Frankly, Spiny Orb Weaver spiders are nice to have around if you can stomach their rough exterior. The eggs hatch between 10 to 13 days.
Fun fact: females live alone but there can be up to three males on a single web.
Please note these spiders do not want to be in your house. They love the outdoors. If you see one try not to kill it, they don’t want to be there anymore than you want them there. Safely relocate the spider because they are harmless, beneficial spiders that you probably didn’t notice until now.
Sometimes the answers are staring you straight in the fact and sometimes they are not.
Always research multiple sources before you come to a conclusion and never take an opinion or blog as a fact without further research.
Good day, I am sure you are craving a post this holiday because I haven’t been posting as much. Who knew all of this was so much work? I suppose all of the people who told me it was a lot of work. There were a lot of them and right now it’s a labor of love.
This year has been exciting for us and we are happy for the evolution of our family from five to nine. So in honor of the blessings we have been given this year and in all that we gained just by being together we decided to begin a new tradition.
So, this year we tied our wishes and hopes and gratitude to the trees. We are excited about our fruit trees and our berry bushes. We can’t wait to see how this impacts the area not just what we see but also the wildlife it attracts to our humble plot of land.
I know what you’re thinking: where do they get these crazy ideas from?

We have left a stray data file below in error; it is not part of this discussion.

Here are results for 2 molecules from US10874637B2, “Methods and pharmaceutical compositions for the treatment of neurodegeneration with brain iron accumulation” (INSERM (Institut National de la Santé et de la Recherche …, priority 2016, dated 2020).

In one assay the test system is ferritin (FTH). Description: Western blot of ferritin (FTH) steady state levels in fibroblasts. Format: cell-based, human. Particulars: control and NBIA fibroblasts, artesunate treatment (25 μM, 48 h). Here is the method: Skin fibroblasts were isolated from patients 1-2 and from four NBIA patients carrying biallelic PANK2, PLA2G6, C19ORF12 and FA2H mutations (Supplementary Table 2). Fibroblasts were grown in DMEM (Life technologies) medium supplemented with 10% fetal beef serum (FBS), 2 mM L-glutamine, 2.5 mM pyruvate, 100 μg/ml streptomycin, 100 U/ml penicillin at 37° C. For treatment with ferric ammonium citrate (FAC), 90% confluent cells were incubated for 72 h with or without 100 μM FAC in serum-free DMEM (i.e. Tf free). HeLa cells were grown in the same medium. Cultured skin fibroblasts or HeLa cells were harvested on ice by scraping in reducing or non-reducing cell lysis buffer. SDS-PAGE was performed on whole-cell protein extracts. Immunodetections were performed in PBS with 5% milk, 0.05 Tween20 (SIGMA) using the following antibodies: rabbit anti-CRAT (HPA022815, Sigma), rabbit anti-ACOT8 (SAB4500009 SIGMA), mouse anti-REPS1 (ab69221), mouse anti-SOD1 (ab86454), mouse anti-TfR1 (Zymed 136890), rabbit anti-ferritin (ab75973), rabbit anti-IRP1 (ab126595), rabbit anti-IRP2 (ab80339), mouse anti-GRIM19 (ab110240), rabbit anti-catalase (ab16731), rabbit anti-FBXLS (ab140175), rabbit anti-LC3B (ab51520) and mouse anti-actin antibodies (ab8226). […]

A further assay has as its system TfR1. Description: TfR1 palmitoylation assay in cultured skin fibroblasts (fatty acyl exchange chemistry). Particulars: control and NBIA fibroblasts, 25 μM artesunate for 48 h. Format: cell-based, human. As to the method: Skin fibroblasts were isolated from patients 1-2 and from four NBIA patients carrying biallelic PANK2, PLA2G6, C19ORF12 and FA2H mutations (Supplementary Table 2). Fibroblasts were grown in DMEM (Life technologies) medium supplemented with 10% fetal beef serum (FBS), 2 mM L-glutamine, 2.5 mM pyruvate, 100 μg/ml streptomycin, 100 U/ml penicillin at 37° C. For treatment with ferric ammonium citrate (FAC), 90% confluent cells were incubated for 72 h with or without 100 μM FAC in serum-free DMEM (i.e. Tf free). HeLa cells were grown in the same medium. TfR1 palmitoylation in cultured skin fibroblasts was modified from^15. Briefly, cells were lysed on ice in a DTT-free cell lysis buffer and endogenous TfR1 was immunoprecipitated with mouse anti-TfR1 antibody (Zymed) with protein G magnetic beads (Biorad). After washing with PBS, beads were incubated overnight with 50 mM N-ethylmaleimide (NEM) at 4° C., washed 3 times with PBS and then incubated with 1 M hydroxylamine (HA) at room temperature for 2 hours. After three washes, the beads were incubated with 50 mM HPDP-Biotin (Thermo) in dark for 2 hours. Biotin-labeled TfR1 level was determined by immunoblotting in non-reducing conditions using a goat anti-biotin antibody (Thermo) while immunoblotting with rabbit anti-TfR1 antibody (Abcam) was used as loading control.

Wishing Trees are a cool tradition that date back in multiple cultures and civilizations. They have been known as many things but the easiest thing to remember is that you tie something to a tree. This could be fabric, beads, string, yarn or ribbons. Really anything goes but since our trees are young: we stuck to fabric.
We wanted to incorporate something unique that other people in our area weren’t doing into our homestead. I saw the tradition last year and I thought: how neat. I didn’t see it locally- I saw it scrolling through Facebook.
Once we figured out an idea of what we wanted: I just had to incorporate my own spin so I did a little bit of research on the topic and found out that this (like many other things) can be found in all kinds of cultures and in many different forms.
Rich Traditions like this one come from Native Americans, Japanese, Celtic, Scottish and so many others. Each culture has their own spin on the Wishing tree, but let’s be honest I want a bunch of wishing trees. I want a wishing orchard. Some are by fairy wells while others are traditions of tying corn leaves or other parts to trees for a good harvest.
You should know: I am not Scottish or Native American. I would call myself more of a mutt and that is why I want to make it my own so badly.
I think that it turned out well. Remember last year this was all pasture. Now we have over 30 trees. I feel like next year we’ll need more fabric, but I am pleased with the turn out.
Do you do something different? I genuinely want to know.
Anyone else pull all of their plants inside and then proceed to grow more as soon as you get the purple lights in? Get ready because winter is here.
Not going to lie this is working out so well I might start germinating in mass during the spring. As you can see I brought everything that I was afraid to lose inside. I have cacti, my new baby blackberries, basil and other things that are much more obvious in later pictures.